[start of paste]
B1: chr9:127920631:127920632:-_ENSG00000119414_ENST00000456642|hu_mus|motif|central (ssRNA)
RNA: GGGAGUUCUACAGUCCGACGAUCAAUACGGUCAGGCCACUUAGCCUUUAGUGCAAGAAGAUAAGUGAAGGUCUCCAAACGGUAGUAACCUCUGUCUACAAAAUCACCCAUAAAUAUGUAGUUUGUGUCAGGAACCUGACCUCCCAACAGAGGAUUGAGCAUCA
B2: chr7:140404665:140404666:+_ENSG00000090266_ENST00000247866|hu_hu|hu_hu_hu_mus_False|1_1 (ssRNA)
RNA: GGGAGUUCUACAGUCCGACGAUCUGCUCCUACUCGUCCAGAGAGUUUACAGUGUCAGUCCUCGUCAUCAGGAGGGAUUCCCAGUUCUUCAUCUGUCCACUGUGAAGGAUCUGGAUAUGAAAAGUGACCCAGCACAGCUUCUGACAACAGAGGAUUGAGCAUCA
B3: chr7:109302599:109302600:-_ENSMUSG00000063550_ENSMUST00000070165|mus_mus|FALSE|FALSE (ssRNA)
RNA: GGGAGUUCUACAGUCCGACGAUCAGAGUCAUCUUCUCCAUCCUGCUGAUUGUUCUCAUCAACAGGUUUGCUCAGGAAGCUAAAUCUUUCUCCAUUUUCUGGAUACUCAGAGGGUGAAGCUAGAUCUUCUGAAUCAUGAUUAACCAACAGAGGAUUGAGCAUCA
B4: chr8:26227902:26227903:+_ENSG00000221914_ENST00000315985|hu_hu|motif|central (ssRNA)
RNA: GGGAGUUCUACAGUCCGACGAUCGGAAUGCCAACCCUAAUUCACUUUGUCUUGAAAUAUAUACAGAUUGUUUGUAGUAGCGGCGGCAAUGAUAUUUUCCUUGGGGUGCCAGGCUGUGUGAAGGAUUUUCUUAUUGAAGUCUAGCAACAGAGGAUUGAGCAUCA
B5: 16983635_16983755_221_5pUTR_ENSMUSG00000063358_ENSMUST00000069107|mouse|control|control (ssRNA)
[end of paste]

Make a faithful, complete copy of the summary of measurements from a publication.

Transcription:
B1: chr9:127920631:127920632:-_ENSG00000119414_ENST00000456642|hu_mus|motif|central (ssRNA)
RNA: GGGAGUUCUACAGUCCGACGAUCAAUACGGUCAGGCCACUUAGCCUUUAGUGCAAGAAGAUAAGUGAAGGUCUCCAAACGGUAGUAACCUCUGUCUACAAAAUCACCCAUAAAUAUGUAGUUUGUGUCAGGAACCUGACCUCCCAACAGAGGAUUGAGCAUCA
B2: chr7:140404665:140404666:+_ENSG00000090266_ENST00000247866|hu_hu|hu_hu_hu_mus_False|1_1 (ssRNA)
RNA: GGGAGUUCUACAGUCCGACGAUCUGCUCCUACUCGUCCAGAGAGUUUACAGUGUCAGUCCUCGUCAUCAGGAGGGAUUCCCAGUUCUUCAUCUGUCCACUGUGAAGGAUCUGGAUAUGAAAAGUGACCCAGCACAGCUUCUGACAACAGAGGAUUGAGCAUCA
B3: chr7:109302599:109302600:-_ENSMUSG00000063550_ENSMUST00000070165|mus_mus|FALSE|FALSE (ssRNA)
RNA: GGGAGUUCUACAGUCCGACGAUCAGAGUCAUCUUCUCCAUCCUGCUGAUUGUUCUCAUCAACAGGUUUGCUCAGGAAGCUAAAUCUUUCUCCAUUUUCUGGAUACUCAGAGGGUGAAGCUAGAUCUUCUGAAUCAUGAUUAACCAACAGAGGAUUGAGCAUCA
B4: chr8:26227902:26227903:+_ENSG00000221914_ENST00000315985|hu_hu|motif|central (ssRNA)
RNA: GGGAGUUCUACAGUCCGACGAUCGGAAUGCCAACCCUAAUUCACUUUGUCUUGAAAUAUAUACAGAUUGUUUGUAGUAGCGGCGGCAAUGAUAUUUUCCUUGGGGUGCCAGGCUGUGUGAAGGAUUUUCUUAUUGAAGUCUAGCAACAGAGGAUUGAGCAUCA
B5: 16983635_16983755_221_5pUTR_ENSMUSG00000063358_ENSMUST00000069107|mouse|control|control (ssRNA)